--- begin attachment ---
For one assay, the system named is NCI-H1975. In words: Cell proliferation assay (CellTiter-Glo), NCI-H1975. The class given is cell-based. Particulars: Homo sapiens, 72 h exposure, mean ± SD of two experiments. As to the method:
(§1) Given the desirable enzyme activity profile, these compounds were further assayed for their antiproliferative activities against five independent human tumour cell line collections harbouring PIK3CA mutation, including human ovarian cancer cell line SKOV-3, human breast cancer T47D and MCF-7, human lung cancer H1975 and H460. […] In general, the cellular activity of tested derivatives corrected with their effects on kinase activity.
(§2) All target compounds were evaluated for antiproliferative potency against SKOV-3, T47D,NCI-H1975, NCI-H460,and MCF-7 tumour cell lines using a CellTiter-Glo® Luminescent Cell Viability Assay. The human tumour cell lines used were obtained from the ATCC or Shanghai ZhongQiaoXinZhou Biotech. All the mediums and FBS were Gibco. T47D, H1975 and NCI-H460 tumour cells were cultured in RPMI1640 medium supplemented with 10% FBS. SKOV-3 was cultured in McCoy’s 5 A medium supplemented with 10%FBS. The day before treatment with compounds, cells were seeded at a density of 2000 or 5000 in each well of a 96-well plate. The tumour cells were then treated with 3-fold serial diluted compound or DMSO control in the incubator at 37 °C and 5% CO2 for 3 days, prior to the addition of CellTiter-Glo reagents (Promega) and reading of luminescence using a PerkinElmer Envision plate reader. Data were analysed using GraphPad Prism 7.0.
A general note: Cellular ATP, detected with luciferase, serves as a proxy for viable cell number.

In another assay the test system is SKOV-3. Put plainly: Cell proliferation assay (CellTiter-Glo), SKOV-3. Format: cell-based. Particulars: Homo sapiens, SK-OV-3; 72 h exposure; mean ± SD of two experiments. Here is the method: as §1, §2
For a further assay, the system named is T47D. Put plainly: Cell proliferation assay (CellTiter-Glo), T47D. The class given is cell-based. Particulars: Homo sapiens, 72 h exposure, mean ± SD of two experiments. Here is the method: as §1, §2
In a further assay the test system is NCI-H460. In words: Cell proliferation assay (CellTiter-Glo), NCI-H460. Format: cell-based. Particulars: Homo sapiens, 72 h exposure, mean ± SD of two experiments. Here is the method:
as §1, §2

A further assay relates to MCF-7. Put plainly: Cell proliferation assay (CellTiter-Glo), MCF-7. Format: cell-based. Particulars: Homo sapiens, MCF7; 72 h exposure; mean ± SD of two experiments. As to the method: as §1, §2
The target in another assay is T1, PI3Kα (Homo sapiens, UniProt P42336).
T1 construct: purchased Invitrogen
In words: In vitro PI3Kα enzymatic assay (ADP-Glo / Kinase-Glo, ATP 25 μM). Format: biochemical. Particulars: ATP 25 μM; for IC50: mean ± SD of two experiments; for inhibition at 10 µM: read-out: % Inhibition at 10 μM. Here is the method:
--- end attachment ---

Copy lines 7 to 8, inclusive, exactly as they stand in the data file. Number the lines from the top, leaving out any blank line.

In a further assay the test system is NCI-H460. In words: Cell proliferation assay (CellTiter-Glo), NCI-H460. Format: cell-based. Particulars: Homo sapiens, 72 h exposure, mean ± SD of two experiments. Here is the method:
as §1, §2